The oil and gas resources in and around the Caspian Sea are viewed by most of the Caspian states as the foundation for future wealth, influence and power. These views are shared by many international oil companies which have invested heavily, by states keen on exploiting their geographical position to obtain oil and gas transit income, by consumer states including the EU, and by geopolitical players such as the US, Russia, Iran, and Turkey. Often exaggerated views on the oil and gas potential inform national and international politics in the region and have concentrated the attention of the main producer countries almost exclusively on the goal of obtaining prosperity through petroleum development. Similarly, such perceptions influence the foreign policy of the main players, with traditional geopolitical power politics complemented by economic objectives, e.g. investment opportunities for national companies. Interstate (Azerbaijan/Armenia) and intrastate (Georgia, Tajikistan, Turkey, Russia) conflicts combined with the intervention of outside players, interact with the oil and gas interests. Insecurity increases investment and transit risks, and oil and gas income is hoped, or feared, to boost the strategic position of the owner states in such conflicts.

The Caspian as an Oil Province: A Realistic View

Some over-optimistic assessments of both the oil and gas reserves and the financial benefit from production/export have increased the expectations of producing countries and their populations, the anxieties of non-producing neighbours, interest of potential transit states and the competitive sentiment of countries with interested companies. In fact, the Caspian is unlikely to become, as sometimes hoped, a new "Gulf". Its resources are comparable to those of the North Sea, with perhaps 2-3 % of the worldÔs production. In addition, the production costs are much higher than in the Gulf and most OPEC countries, although lower than in the North Sea and new competing projects in Russia. The transportation costs (even the pure technical ones) are higher than for most competitors. The markets for Caspian oil and gas should be mainly in the region - but these most likely consumers at this time show depressed demand and can not pay; in the next circle are the markets in Eastern and Western Europe.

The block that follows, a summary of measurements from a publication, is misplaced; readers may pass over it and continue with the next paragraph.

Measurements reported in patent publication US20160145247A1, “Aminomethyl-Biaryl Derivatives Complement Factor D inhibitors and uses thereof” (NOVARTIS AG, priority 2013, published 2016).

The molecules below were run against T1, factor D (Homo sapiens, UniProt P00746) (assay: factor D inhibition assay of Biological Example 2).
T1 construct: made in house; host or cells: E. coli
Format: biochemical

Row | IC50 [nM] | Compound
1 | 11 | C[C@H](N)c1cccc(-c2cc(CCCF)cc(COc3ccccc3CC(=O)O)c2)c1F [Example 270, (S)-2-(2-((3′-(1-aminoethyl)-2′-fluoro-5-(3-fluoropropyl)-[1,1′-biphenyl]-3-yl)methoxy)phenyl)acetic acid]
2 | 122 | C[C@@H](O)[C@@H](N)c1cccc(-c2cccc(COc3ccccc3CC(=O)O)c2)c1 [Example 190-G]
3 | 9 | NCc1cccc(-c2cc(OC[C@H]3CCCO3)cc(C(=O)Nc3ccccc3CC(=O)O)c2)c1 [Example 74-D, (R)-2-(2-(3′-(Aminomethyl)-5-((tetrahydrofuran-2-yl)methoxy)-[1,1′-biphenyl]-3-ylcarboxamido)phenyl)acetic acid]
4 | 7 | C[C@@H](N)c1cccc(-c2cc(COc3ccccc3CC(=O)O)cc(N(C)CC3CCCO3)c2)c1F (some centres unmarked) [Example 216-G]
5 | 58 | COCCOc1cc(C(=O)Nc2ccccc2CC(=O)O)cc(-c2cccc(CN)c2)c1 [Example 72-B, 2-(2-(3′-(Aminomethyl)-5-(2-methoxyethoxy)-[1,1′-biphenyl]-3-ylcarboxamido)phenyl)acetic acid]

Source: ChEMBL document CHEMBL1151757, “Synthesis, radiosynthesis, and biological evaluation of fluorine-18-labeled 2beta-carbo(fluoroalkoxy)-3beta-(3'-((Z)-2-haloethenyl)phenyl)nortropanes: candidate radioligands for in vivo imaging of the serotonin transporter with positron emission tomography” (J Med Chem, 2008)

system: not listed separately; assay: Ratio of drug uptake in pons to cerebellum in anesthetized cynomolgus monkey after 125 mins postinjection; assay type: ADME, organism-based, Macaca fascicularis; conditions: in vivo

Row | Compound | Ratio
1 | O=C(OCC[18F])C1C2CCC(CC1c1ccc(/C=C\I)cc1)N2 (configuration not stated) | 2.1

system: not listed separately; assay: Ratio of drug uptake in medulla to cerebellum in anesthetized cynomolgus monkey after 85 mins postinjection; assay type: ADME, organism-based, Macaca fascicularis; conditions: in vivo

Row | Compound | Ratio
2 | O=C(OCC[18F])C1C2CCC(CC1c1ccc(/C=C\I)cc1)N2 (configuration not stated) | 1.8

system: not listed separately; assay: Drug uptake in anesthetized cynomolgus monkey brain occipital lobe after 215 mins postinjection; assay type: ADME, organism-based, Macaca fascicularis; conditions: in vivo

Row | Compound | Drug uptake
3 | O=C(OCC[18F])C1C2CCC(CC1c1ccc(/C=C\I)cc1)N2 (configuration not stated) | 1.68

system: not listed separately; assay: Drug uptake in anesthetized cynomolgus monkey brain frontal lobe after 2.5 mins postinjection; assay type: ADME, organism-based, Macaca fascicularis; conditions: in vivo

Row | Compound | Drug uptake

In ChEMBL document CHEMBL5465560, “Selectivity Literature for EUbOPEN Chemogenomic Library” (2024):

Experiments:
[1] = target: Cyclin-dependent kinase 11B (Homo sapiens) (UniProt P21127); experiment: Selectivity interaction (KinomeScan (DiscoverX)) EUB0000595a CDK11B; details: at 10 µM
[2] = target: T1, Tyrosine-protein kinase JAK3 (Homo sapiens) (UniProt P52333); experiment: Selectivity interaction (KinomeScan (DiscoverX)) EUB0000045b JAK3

These conditions make Caspian oil and gas vulnerable to the fluctuations in oil prices. In 1998/1999 the oil price moved to very low levels (US$ 10 per barrel), with a subsequent recovery to around US$ 20. Companies, at present, base their investment decisions on prices around 15 US$. Low levels (i.e. below US$ 15) are likely to have the following impacts:

To sum up, it is extremely difficult to ascertain or predict what reserves there are in reality. Only continued exploration, itself dependent on geological and economic assessment, can do this. Nor can we predict the oil prices of the future. The most recent experience ÷ with extreme downward volatility of oil prices¸casts a shadow over expectations of large and rapid exploration and development. But such development is burdened by political and transit problems - a higher oil price can help to surmount them more easily, a lower price creates a check on greed and geopolitical ambition, and sharpens the profile of the economic and technical logic.

Legal Status and Division of the Caspian Oil and Gas